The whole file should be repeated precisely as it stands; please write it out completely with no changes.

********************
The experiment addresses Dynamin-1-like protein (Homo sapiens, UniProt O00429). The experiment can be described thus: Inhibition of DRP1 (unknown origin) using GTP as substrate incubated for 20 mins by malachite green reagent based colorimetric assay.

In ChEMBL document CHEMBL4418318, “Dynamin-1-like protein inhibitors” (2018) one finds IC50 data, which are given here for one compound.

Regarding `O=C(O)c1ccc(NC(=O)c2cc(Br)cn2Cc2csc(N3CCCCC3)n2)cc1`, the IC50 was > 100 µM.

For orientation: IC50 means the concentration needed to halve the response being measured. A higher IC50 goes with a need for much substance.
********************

The experiment addresses Dynamin-1-like protein (Homo sapiens, UniProt O00429). The experiment can be described thus: Inhibition of DRP1 (unknown origin) using GTP as substrate incubated for 20 mins by malachite green reagent based colorimetric assay.

In ChEMBL document CHEMBL4418318, “Dynamin-1-like protein inhibitors” (2018) one finds IC50 data, which are given here for one compound.

Regarding `O=C(O)c1ccc(NC(=O)c2cc(Br)cn2Cc2csc(N3CCCCC3)n2)cc1`, the IC50 was > 100 µM.

For orientation: IC50 means the concentration needed to halve the response being measured. A higher IC50 goes with a need for much substance.